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Long Island Regional Quiz Bowl

Shoreham-Wading River quiz bowl teammates Mahdi Rashidzada, Andrew Honold, Timothy Ibrahim and Julia Petreczky. Photo from Ann Gianfalla

The Shoreham-Wading River varsity quiz bowl team Brainstormers showed up this April when they went undefeated all the way through the finals of the Long Island Regional Quiz Bowl.

To the team, consisting of senior captain Timothy Ibrahim and juniors Julia Petreczky, Andrew Honold and Mahdi Rashidzada, competing at such a high level never felt overburdening or stressful.

“It’s funny because we’re not really that competitively minded,” Ibrahim said. “There wasn’t one person who answered the questions, we all answered the questions together, and everybody was really pulling their weight.”

The team finished the season ranked No. 1 in eastern Long Island and No. 5 among all participating Long Island schools. On April 11, the Brainstormers competed in the Quiz Bowl finals at Plainview-Old Bethpage John F. Kennedy High School. The team won two out of three games in the preliminary rounds but didn’t make it through the quarterfinals. Faculty advisor Ann Gianfalla said that this was the best Shoreham-Wading River had done in years.

“It’s funny because we’re not really that competitively minded. There wasn’t one person who answered the questions, we all answered the questions together, and everybody was really pulling their weight.”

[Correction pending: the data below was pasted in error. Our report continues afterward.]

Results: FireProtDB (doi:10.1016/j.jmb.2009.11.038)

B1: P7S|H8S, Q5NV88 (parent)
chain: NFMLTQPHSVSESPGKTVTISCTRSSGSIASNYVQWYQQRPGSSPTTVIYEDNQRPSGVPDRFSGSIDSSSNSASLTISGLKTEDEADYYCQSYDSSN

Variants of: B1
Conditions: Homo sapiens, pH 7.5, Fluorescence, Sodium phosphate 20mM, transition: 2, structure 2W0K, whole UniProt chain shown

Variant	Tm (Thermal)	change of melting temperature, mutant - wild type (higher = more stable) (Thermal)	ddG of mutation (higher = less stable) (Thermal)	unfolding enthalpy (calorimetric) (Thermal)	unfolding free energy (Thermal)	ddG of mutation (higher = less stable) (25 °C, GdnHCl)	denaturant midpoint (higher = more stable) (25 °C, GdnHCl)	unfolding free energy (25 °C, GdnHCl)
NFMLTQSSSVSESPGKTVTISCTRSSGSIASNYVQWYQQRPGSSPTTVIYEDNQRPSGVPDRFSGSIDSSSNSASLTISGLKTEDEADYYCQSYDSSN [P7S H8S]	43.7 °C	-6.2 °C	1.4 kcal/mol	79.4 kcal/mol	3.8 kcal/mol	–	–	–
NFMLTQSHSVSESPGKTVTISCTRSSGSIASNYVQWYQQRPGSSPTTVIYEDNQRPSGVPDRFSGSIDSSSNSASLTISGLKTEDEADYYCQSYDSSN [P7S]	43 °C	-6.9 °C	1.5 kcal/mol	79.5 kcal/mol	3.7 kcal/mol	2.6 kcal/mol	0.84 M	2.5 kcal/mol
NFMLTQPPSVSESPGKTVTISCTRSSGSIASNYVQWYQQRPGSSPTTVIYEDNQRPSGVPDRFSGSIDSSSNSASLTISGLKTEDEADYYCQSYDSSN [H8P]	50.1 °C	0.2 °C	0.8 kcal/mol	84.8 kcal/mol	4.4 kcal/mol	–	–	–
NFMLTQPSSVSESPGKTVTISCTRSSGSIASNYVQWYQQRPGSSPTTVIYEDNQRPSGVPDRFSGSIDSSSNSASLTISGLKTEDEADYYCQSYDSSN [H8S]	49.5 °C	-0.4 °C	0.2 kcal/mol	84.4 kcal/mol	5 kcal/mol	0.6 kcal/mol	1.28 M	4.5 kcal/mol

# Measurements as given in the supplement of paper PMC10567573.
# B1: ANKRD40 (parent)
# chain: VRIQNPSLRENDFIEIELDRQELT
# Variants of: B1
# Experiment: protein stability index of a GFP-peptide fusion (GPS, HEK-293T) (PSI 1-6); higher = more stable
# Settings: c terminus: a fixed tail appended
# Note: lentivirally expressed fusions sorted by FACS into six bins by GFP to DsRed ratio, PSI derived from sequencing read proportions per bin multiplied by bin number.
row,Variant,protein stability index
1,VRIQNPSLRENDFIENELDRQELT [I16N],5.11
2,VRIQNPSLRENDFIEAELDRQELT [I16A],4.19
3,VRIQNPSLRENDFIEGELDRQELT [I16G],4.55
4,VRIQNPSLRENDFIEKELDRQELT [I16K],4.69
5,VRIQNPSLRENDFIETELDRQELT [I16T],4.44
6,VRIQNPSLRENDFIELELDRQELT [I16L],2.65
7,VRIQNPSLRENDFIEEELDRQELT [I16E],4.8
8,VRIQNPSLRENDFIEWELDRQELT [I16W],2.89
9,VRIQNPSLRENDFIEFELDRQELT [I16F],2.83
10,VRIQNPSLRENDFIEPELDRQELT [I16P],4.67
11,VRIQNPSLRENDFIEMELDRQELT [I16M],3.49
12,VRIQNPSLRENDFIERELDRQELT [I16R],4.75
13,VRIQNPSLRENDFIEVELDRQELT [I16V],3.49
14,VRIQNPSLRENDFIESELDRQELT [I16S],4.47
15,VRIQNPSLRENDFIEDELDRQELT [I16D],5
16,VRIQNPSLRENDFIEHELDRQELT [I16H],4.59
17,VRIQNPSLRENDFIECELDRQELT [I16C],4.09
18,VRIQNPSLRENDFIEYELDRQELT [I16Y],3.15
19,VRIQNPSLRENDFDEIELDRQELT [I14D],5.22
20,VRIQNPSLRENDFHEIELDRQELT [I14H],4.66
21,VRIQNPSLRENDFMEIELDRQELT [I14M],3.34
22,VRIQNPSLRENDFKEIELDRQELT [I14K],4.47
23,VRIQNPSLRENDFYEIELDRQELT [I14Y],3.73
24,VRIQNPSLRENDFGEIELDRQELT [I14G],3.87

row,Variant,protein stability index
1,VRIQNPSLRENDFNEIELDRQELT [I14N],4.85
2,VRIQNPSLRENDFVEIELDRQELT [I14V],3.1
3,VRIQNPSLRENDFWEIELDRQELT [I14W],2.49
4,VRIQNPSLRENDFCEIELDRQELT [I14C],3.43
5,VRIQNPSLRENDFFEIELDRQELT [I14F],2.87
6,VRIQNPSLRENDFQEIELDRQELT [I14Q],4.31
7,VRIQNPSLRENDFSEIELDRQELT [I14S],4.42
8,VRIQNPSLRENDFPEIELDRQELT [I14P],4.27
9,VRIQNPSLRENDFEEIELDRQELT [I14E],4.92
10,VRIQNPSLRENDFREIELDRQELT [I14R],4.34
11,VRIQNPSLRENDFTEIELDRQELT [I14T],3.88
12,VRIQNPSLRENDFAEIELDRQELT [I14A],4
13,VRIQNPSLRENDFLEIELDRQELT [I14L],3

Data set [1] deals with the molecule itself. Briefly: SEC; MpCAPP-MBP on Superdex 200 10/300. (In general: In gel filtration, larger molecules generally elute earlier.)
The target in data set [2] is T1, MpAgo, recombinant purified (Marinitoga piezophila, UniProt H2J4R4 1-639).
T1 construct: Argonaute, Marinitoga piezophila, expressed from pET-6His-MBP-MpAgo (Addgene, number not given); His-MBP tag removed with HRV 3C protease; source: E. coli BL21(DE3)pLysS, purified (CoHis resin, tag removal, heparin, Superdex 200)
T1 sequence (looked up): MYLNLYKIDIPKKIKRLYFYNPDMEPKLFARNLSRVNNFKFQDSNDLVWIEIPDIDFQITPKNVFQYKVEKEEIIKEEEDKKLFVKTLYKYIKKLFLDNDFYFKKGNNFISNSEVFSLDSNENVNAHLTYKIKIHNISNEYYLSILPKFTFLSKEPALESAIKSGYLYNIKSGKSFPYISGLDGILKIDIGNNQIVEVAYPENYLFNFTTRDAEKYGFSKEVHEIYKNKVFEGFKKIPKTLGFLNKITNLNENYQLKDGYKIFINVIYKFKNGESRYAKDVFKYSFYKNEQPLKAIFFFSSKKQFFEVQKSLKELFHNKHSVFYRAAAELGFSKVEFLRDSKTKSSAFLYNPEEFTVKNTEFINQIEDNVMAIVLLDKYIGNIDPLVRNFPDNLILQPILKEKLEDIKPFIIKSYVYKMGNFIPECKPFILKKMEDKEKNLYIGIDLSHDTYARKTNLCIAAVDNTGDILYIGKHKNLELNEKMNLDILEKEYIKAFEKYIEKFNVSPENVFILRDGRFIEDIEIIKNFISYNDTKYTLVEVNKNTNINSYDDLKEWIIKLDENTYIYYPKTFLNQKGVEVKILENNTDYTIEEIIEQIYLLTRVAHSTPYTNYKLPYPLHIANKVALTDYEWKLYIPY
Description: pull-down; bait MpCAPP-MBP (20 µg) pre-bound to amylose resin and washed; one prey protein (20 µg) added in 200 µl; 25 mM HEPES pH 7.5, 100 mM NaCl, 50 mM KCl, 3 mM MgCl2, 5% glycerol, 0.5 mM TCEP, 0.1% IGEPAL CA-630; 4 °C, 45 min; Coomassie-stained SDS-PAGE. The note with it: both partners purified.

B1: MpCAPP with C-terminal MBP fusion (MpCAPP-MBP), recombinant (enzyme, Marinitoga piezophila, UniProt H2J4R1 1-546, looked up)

— Timothy Ibrahim

“We always have a good, competitive team, but in the years since I’ve been advising the Brainstormers we’ve only ever got into that sudden death part of the finals one other time,” Gianfalla said. “I think they are all feeling really good about the season. Once you go to the finals the competition gets much deeper very quickly.”

Each contest is broken up into different rounds. The first round includes 15 toss-up questions where there’s no penalty for guessing. Round 2 tasks the team with coming up with answers to five questions. Round 3 is a lightning round to answer 10 questions in 60 seconds. Round 4 penalizes teams for wrong answers.

“I think the great thing is that we had a really diverse team,” Ibrahim said, talking about how each teammate possesses an array of knowledge to help answer questions across the board. “We can all look to this one person, and they got it.”

Ibrahim is currently on the wait-list for Binghamton University, where he hopes to major in history, focusing on the late Bronze Age period. The juniors look forward to returning to the team next year.

The Brainstormers said they believe it’s not so much a matter of buckling down and studying, as questions could be anything from all parts of history, mathematics, culture and so on. The team practiced speed on buzzers and the rules for different rounds, but the main strategy was relying on each team members’ penchant for trivia.

“I was really interested in math and science, Andrew really excels at history — he knows all these crazy facts in wars I couldn’t name off the top of my head — and Julia is really into art, music and pop culture,” Rashidzada said. “Julia and Andrew just dominated in the third round when we had to name all these different bands that I haven’t even heard the names of.”

Gianfalla broke down the team’s strategy with a simple ethos.

“Basically, we just go there with four really smart kids ,” Gianfalla said, “and win.”